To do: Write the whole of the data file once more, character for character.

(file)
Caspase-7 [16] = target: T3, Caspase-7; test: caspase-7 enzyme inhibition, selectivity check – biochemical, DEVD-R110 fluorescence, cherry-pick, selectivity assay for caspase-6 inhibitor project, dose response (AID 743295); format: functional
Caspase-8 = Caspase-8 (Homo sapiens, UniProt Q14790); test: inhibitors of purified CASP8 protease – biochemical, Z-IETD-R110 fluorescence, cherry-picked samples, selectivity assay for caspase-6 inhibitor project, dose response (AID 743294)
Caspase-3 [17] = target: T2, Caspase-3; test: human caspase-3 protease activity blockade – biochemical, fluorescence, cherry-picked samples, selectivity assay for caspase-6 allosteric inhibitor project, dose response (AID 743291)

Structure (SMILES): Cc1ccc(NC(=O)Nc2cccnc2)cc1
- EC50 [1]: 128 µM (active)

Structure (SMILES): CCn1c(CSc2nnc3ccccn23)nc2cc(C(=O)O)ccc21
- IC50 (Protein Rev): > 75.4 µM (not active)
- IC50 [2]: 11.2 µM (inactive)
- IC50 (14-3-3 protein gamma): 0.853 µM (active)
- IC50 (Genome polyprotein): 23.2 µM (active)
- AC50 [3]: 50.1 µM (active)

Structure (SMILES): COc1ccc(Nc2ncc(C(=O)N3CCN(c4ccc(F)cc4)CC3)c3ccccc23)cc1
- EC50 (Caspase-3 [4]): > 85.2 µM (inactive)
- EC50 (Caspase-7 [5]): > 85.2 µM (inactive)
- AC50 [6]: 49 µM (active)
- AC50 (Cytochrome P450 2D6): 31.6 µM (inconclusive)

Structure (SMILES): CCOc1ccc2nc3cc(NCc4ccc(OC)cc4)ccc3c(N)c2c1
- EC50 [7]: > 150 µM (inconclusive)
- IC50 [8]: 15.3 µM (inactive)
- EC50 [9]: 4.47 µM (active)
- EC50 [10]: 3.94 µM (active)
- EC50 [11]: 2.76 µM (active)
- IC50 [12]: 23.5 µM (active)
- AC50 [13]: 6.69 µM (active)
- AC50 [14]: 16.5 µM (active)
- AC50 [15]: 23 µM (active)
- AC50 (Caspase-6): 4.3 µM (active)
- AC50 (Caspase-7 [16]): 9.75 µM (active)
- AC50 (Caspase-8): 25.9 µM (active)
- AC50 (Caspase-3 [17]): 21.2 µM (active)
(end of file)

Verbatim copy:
Caspase-7 [16] = target: T3, Caspase-7; test: caspase-7 enzyme inhibition, selectivity check – biochemical, DEVD-R110 fluorescence, cherry-pick, selectivity assay for caspase-6 inhibitor project, dose response (AID 743295); format: functional
Caspase-8 = Caspase-8 (Homo sapiens, UniProt Q14790); test: inhibitors of purified CASP8 protease – biochemical, Z-IETD-R110 fluorescence, cherry-picked samples, selectivity assay for caspase-6 inhibitor project, dose response (AID 743294)
Caspase-3 [17] = target: T2, Caspase-3; test: human caspase-3 protease activity blockade – biochemical, fluorescence, cherry-picked samples, selectivity assay for caspase-6 allosteric inhibitor project, dose response (AID 743291)

Structure (SMILES): Cc1ccc(NC(=O)Nc2cccnc2)cc1
- EC50 [1]: 128 µM (active)

Structure (SMILES): CCn1c(CSc2nnc3ccccn23)nc2cc(C(=O)O)ccc21
- IC50 (Protein Rev): > 75.4 µM (not active)
- IC50 [2]: 11.2 µM (inactive)
- IC50 (14-3-3 protein gamma): 0.853 µM (active)
- IC50 (Genome polyprotein): 23.2 µM (active)
- AC50 [3]: 50.1 µM (active)

Structure (SMILES): COc1ccc(Nc2ncc(C(=O)N3CCN(c4ccc(F)cc4)CC3)c3ccccc23)cc1
- EC50 (Caspase-3 [4]): > 85.2 µM (inactive)
- EC50 (Caspase-7 [5]): > 85.2 µM (inactive)
- AC50 [6]: 49 µM (active)
- AC50 (Cytochrome P450 2D6): 31.6 µM (inconclusive)

Structure (SMILES): CCOc1ccc2nc3cc(NCc4ccc(OC)cc4)ccc3c(N)c2c1
- EC50 [7]: > 150 µM (inconclusive)
- IC50 [8]: 15.3 µM (inactive)
- EC50 [9]: 4.47 µM (active)
- EC50 [10]: 3.94 µM (active)
- EC50 [11]: 2.76 µM (active)
- IC50 [12]: 23.5 µM (active)
- AC50 [13]: 6.69 µM (active)
- AC50 [14]: 16.5 µM (active)
- AC50 [15]: 23 µM (active)
- AC50 (Caspase-6): 4.3 µM (active)
- AC50 (Caspase-7 [16]): 9.75 µM (active)
- AC50 (Caspase-8): 25.9 µM (active)
- AC50 (Caspase-3 [17]): 21.2 µM (active)